Women have to deal with us. Then one day, they will have to spend nine months with this thing all because of us. Then they really are the ones responsible. Oh, yes, these days, it’s all about teamwork. Don’t think I don’t know. I was there in the middle of the night holding our girls. I did every single thing I could. Really. But women—MOMMYS—they always have to do a little more.
            I think they do a lot more.
            I’ve been on the sidelines watching our three daughters. Our eldest is eight while the twins are four. They are beautiful, brilliant, and utterly baffling. I see myself in them, and then I shudder at the thought. Their impatience, their insanity, their moodswings, their love.
            I’m biased, I know. But girls really are better. 2.0. I’m telling you. God said “It is good” with Adam and then I believe he said “It is better” with Eve.
            But with better comes complications. I believe this, too.
            I know I don’t give my own mother the respect she deserves. I don’t acknowledge my wife as much as I should. I simply don’t understand what it really means to be a mother.
            Maybe, potentially, we have three mothers-to-be running around in our house. What an amazing and breath-taking thought.
            I hope that I can be a cheerleader for them. I hope they can grow up knowing the love and the joy a man might feel. I hope they see things in a more colorful light after being around me. I hope that they can acquire a few good things from me over the years.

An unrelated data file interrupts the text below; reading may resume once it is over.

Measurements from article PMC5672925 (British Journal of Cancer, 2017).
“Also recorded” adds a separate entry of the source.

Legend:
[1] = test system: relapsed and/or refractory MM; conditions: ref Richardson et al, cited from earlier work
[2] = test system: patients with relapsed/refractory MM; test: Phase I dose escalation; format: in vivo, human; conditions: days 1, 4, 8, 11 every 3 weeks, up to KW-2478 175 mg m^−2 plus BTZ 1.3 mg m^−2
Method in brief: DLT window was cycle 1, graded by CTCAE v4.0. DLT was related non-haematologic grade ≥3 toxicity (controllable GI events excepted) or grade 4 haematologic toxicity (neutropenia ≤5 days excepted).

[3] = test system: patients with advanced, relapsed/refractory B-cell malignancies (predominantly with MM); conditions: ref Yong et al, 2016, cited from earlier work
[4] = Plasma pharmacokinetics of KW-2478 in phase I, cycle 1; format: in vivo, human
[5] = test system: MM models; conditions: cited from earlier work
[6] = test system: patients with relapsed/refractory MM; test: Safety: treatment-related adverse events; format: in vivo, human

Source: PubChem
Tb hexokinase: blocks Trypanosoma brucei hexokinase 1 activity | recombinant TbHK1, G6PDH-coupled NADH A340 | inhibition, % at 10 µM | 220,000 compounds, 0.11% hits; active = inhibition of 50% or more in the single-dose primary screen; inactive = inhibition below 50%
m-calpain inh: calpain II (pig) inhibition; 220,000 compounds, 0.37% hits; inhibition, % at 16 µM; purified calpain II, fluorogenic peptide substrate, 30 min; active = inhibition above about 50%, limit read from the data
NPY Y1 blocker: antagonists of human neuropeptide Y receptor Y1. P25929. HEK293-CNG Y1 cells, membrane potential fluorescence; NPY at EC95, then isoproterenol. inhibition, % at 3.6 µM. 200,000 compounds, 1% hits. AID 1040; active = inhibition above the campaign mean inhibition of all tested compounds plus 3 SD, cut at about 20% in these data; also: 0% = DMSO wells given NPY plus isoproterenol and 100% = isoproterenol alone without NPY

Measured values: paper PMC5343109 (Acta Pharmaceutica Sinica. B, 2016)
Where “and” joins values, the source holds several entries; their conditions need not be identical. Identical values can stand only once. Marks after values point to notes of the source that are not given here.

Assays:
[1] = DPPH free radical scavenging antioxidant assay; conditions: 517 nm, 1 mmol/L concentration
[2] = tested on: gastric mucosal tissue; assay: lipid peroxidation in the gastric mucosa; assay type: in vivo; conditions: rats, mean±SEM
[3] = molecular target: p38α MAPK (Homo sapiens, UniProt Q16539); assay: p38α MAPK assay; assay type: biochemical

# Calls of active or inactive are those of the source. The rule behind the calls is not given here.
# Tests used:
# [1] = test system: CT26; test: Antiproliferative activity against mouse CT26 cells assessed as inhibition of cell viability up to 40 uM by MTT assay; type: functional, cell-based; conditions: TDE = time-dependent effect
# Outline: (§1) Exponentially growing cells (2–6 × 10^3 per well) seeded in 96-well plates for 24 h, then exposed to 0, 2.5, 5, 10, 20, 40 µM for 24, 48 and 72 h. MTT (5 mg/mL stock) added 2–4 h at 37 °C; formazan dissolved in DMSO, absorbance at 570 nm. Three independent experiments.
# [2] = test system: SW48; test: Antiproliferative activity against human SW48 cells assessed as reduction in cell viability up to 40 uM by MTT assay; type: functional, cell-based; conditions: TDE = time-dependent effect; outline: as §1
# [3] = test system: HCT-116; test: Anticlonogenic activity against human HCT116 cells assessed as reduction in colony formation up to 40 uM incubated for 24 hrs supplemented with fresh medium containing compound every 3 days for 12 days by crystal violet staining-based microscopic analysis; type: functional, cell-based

I really hope I can just keep up.
            It’s Mother’s Day. We buy cards with statements other people wrote. Perhaps we give the mothers in our life flowers or gift cards or framed photographs.
            But there’s nothing—nothing—we can ultimately do to express the gratitude we really should have.
            That’s okay, however. Because mothers are used to this. ‘Cause—well—you know . . . They’re just Mom. Supposed to do this. There for that. Handling this thing. Dealing with that.
            All of us are lucky to have mothers in our life. The older I get, the more I realize just how incredible a mommy really happens to be.
            So to the mommy in our house, and to the mommys in my life, I say thank you.
            To all the mommys out there—if you’re reading this, I want to thank you, too.
            You might be beautiful and you might be talented and you might be good with numbers and you might be wonderful with the keys of a piano. But none of that compares to the beauty and talent and ability of being a mother.
            You rock. You really do.
            I say this now, but sooner than later I’ll act like a guy again, acting like I’m the stronger being, like I know more, like I work harder, like I’m just so dang superior.
            But deep down, all guys know. We do. We’ve been spared. We have the easier lot in life and we always will.
            Doesn’t mean we can’t love and support and celebrate those mothers in our life.
            Today I’m trying to do that. I’m starting with what I do best—writing a few rambling thoughts down. The true test will be during the meltdowns and the rebellion this day will bring. And, oh yes, it will bring some.
            I hope I won’t be so very Adam-esque. But it’s my nature. I can just try to be a little better.
            I can also try to remember to celebrate all day long.

            Viva La Madres.